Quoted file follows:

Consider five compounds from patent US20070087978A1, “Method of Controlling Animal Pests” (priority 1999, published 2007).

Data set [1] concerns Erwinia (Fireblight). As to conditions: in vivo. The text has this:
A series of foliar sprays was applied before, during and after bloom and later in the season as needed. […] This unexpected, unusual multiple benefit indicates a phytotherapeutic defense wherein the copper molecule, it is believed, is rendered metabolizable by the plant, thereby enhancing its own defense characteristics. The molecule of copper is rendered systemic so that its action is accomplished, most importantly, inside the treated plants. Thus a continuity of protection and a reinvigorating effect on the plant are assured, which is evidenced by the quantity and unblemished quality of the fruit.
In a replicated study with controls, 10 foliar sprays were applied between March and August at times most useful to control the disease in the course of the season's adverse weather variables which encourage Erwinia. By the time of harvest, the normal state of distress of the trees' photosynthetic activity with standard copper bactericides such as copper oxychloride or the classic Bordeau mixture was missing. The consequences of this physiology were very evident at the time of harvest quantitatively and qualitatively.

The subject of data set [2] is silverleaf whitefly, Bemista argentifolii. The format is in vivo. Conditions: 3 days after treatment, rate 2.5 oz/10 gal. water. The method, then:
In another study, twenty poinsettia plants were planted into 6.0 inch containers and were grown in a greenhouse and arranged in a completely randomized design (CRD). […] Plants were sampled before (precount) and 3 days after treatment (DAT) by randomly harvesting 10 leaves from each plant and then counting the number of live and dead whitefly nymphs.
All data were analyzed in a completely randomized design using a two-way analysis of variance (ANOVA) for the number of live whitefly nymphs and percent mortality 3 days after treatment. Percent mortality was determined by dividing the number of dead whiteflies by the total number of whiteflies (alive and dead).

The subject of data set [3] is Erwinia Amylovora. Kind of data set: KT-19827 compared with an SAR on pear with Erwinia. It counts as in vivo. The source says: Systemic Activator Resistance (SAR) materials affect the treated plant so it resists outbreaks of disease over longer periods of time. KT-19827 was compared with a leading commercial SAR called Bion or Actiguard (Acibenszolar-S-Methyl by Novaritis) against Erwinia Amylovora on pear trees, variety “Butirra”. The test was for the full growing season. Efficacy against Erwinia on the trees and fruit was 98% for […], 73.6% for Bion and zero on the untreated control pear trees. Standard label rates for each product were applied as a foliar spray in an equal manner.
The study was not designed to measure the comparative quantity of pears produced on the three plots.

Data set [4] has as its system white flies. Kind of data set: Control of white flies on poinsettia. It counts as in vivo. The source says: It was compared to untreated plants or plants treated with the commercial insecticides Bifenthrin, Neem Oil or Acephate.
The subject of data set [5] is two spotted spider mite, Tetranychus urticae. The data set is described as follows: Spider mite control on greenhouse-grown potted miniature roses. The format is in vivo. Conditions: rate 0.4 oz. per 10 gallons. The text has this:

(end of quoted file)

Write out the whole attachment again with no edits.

Consider five compounds from patent US20070087978A1, “Method of Controlling Animal Pests” (priority 1999, published 2007).

Data set [1] concerns Erwinia (Fireblight). As to conditions: in vivo. The text has this:
A series of foliar sprays was applied before, during and after bloom and later in the season as needed. […] This unexpected, unusual multiple benefit indicates a phytotherapeutic defense wherein the copper molecule, it is believed, is rendered metabolizable by the plant, thereby enhancing its own defense characteristics. The molecule of copper is rendered systemic so that its action is accomplished, most importantly, inside the treated plants. Thus a continuity of protection and a reinvigorating effect on the plant are assured, which is evidenced by the quantity and unblemished quality of the fruit.
In a replicated study with controls, 10 foliar sprays were applied between March and August at times most useful to control the disease in the course of the season's adverse weather variables which encourage Erwinia. By the time of harvest, the normal state of distress of the trees' photosynthetic activity with standard copper bactericides such as copper oxychloride or the classic Bordeau mixture was missing. The consequences of this physiology were very evident at the time of harvest quantitatively and qualitatively.

The subject of data set [2] is silverleaf whitefly, Bemista argentifolii. The format is in vivo. Conditions: 3 days after treatment, rate 2.5 oz/10 gal. water. The method, then:
In another study, twenty poinsettia plants were planted into 6.0 inch containers and were grown in a greenhouse and arranged in a completely randomized design (CRD). […] Plants were sampled before (precount) and 3 days after treatment (DAT) by randomly harvesting 10 leaves from each plant and then counting the number of live and dead whitefly nymphs.
All data were analyzed in a completely randomized design using a two-way analysis of variance (ANOVA) for the number of live whitefly nymphs and percent mortality 3 days after treatment. Percent mortality was determined by dividing the number of dead whiteflies by the total number of whiteflies (alive and dead).

The subject of data set [3] is Erwinia Amylovora. Kind of data set: KT-19827 compared with an SAR on pear with Erwinia. It counts as in vivo. The source says: Systemic Activator Resistance (SAR) materials affect the treated plant so it resists outbreaks of disease over longer periods of time. KT-19827 was compared with a leading commercial SAR called Bion or Actiguard (Acibenszolar-S-Methyl by Novaritis) against Erwinia Amylovora on pear trees, variety “Butirra”. The test was for the full growing season. Efficacy against Erwinia on the trees and fruit was 98% for […], 73.6% for Bion and zero on the untreated control pear trees. Standard label rates for each product were applied as a foliar spray in an equal manner.
The study was not designed to measure the comparative quantity of pears produced on the three plots.

Data set [4] has as its system white flies. Kind of data set: Control of white flies on poinsettia. It counts as in vivo. The source says: It was compared to untreated plants or plants treated with the commercial insecticides Bifenthrin, Neem Oil or Acephate.
The subject of data set [5] is two spotted spider mite, Tetranychus urticae. The data set is described as follows: Spider mite control on greenhouse-grown potted miniature roses. The format is in vivo. Conditions: rate 0.4 oz. per 10 gallons. The text has this: